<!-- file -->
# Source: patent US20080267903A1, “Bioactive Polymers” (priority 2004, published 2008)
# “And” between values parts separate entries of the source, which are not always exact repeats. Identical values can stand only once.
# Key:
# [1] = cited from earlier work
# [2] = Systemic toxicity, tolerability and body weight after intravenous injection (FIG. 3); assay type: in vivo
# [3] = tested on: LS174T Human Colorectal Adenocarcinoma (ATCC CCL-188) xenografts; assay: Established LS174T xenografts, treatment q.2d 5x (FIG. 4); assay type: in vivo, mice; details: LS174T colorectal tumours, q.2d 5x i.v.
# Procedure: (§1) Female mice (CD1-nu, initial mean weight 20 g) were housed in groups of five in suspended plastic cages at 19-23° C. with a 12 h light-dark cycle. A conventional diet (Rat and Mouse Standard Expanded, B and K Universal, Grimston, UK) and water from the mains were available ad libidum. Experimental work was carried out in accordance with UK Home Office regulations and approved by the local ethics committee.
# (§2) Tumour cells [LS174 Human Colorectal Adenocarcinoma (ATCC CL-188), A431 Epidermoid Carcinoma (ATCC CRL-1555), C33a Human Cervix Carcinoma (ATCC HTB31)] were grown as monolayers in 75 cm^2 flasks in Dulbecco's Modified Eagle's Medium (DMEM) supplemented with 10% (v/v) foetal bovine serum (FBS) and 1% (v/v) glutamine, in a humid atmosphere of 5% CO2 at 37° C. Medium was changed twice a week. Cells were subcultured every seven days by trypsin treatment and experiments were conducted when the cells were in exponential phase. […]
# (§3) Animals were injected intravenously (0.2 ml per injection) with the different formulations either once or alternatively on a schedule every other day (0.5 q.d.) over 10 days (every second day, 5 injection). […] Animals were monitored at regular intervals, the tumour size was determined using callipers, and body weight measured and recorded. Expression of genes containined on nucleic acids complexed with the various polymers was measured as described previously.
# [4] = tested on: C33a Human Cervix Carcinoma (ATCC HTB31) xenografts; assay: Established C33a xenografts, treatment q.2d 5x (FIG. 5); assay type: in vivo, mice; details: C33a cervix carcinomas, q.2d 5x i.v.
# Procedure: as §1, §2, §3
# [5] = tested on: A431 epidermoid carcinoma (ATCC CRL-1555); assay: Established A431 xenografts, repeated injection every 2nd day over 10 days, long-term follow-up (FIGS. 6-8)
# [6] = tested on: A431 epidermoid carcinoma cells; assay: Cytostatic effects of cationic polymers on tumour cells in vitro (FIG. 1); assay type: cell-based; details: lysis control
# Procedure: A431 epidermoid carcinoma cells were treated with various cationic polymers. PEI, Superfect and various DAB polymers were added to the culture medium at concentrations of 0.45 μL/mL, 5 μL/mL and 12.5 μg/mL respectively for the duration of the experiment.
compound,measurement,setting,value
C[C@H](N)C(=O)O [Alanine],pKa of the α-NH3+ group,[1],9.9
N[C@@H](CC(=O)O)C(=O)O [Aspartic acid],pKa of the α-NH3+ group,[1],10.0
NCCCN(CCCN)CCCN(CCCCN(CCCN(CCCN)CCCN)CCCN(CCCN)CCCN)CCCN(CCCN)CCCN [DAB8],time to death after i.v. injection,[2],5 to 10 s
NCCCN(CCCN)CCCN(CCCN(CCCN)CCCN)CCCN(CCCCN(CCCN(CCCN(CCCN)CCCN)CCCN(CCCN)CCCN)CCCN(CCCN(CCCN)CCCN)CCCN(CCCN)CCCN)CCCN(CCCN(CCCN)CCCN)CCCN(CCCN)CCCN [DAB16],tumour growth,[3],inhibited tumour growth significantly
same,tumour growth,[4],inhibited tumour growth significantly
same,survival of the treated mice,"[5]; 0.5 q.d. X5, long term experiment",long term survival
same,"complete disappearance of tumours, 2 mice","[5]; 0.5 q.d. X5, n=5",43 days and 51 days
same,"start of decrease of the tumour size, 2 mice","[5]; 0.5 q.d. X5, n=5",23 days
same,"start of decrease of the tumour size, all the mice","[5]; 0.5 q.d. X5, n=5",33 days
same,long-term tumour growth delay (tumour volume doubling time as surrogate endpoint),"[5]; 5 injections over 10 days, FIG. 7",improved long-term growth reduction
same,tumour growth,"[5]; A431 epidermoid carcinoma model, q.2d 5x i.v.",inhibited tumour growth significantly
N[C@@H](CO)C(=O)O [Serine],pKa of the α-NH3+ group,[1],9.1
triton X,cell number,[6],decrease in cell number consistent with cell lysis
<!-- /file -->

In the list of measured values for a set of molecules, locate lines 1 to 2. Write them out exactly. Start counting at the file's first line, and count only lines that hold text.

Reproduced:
# Source: patent US20080267903A1, “Bioactive Polymers” (priority 2004, published 2008)
# “And” between values parts separate entries of the source, which are not always exact repeats. Identical values can stand only once.